The Occupy Movement in Dublin and Cork began occupying the streets. The Occupy Dame street movement camped outside the Central Bank in an effort to demonstrate against economic inequality, social injustice and corporate greed.
The number of people emigrating rose with numbers increasing to over 200,600 from 2008-2013.
The average Irish tax refund is €995
9. Irish Water and the water charges
While paying for water has pretty much been the norm for the rest of Europe, the introduction of charges in Ireland created a disaster for government, not helped by opposition parties using the controversy for their own agenda.
"An unmitigated disaster".
These are the words of Junior Minister Fergus O'Dowd, who helped set up Irish Water.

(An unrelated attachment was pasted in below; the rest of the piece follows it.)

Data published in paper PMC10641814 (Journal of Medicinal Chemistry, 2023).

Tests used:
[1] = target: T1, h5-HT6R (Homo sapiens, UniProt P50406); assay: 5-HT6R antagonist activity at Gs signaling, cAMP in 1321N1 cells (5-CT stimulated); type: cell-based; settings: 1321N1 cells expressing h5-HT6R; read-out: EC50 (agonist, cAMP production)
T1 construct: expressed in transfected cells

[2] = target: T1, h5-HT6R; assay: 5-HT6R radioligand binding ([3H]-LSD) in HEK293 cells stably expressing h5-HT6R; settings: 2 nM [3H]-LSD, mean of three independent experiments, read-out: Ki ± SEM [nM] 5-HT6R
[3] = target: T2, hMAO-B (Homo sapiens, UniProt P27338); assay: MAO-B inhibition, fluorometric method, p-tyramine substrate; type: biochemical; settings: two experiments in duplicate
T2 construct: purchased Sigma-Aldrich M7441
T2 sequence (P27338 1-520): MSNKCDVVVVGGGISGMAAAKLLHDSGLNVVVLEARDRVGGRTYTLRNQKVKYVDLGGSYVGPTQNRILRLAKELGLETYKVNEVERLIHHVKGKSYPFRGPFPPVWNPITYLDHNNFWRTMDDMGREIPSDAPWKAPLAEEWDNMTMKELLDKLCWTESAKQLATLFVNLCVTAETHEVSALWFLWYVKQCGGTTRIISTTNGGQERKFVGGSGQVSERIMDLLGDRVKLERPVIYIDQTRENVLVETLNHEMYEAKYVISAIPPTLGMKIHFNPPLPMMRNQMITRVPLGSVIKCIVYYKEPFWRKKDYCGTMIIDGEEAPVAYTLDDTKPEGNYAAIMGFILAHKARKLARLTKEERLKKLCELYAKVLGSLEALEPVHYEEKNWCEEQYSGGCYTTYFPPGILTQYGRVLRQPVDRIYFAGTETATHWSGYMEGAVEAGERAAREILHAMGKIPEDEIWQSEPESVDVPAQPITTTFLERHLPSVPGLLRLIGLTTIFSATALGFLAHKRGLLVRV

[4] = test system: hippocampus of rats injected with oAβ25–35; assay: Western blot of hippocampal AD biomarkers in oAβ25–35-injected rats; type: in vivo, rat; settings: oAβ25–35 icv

The move had a huge backlash in 2015 when the charges we reintroduced to the country and most of this was against Irish Water, the company setup to manage the water system in Ireland.
The Green Party called for a referendum to ensure water services remained in public ownership and Fianna Fáil stated it would abolish water charges as part of their election promises.
It became clear there would be problems when an underwhelming number of people registered with Irish Water, forcing them to extend the signup deadline.
By April 2015 despite the first Irish Water bills being sent out to 1.5 million households, only 46% of people paid up.
There were multiple protests across the country, including Right2Water protests with around 50,000 people marching in Dublin in one of the largest demonstrations seen in the capital in years.
The Water Services (Amendment) Act 2016 suspended water charges from 1 July 2016 and this suspension was further extended up to 31 December 2017.
So…where do water charges stand now?